It depends on what your contract states. You may have signed the contract on December 14, 2012, but it depends what the term of the lease is, i.e., there should be a start and end date. If indeed the lease was for 12 months and the term of the lease started on December 14, 2011, then you would not owe a payment for December. However, without reviewing the contract I cannot tell you for certain.
If DSS has your grandchildren then they are in DSS custody. You can request that your grandchild be placed in your custody instead of DSS. Usually, DSS will place children with relatives in this type of situation. But you need to hire a lawyer to help you with this process.
If the parents agree to terminate their parental rights, you would have to file a petition to terminate their parental rights as well as a petition for adoption. A Guardian Ad Litem would have to be appointed by the Court for your grandchild. You will need to hire a lawyer to help you with this process.
Under the South Carolina Juvenile Justice Code, a “child” means a person less than seventeen years of age. S.C. Code 63-19-20(1). The Juvenile Justice Code defines a “status offense” as an offense that would not be a misdemeanor or felony if committed by an adult. S.C. Code 63-19-20(9). Running away is a “status offense”. S.C. Code 63-19-20(9).
If the mother gave the child to the father, the father is now the custodial parent unless they had a previous child custody agreement in which the mother was named as the custodial parent by the court. If you have not already filed for child custody you should do so immediately. From your post it seems as if you have. You must allow the mother reasonable visitation. However, if you are concerned about the health and welfare of your child, you may file for an emergency hearing. If you do...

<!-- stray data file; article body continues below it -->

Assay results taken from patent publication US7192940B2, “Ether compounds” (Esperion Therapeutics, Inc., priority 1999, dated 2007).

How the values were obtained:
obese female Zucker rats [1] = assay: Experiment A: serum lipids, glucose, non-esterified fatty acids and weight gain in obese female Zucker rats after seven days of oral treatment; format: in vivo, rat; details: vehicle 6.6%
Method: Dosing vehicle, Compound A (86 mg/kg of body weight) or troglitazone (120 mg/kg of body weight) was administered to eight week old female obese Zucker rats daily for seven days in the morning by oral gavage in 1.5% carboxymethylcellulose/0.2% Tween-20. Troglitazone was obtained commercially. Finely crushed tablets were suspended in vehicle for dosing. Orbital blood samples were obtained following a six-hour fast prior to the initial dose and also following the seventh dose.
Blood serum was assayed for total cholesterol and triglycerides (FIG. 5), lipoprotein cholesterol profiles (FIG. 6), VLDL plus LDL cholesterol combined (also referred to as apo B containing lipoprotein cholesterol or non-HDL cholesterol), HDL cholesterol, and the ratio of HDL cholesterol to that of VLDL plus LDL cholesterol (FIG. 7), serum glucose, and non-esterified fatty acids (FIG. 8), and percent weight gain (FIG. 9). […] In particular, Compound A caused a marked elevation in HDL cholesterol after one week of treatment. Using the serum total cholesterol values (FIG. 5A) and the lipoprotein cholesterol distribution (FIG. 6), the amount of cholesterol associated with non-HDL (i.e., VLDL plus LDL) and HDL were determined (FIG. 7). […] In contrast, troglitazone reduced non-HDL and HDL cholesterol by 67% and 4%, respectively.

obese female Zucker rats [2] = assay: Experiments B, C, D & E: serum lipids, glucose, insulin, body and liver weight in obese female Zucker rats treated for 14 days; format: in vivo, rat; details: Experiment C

In South Carolina, children born during a marriage are presumed to be the children of the husband and wife. If your wife does not list you as the father on your child's birth certificate or lists someone else, you may bring a paternity action to establish that you are the father. After the establishment of paternity, the courts may order a new birth certificate naming you as the father and giving your child your last name, if you request it. Also, you may file an action for child custody...
The correct mechanism to enforce the terms of a visitation order are to file a rule to show cause for contempt. A motion to compel is not the correct legal mechanism through which to enforce a visitation order. You may file the rule to show cause in the county where your child custody order was issued as family courts are courts of "continuing jurisdiction".
If your parental rights were terminated then you cannot get them back. If you still have parental rights, you can petition the court for change in custody/visitation. I really depends on what you signed. You need to contact a family law attorney.
If the father is on the birth certificate he is legally your child's father. If not, he has no rights to your child unless he goes to court to establish his paternity. If he is on the birth certificate but you have physical custody of the child, you will most probably be considered the primary caregiver by the courts if visitation/custody becomes an issue.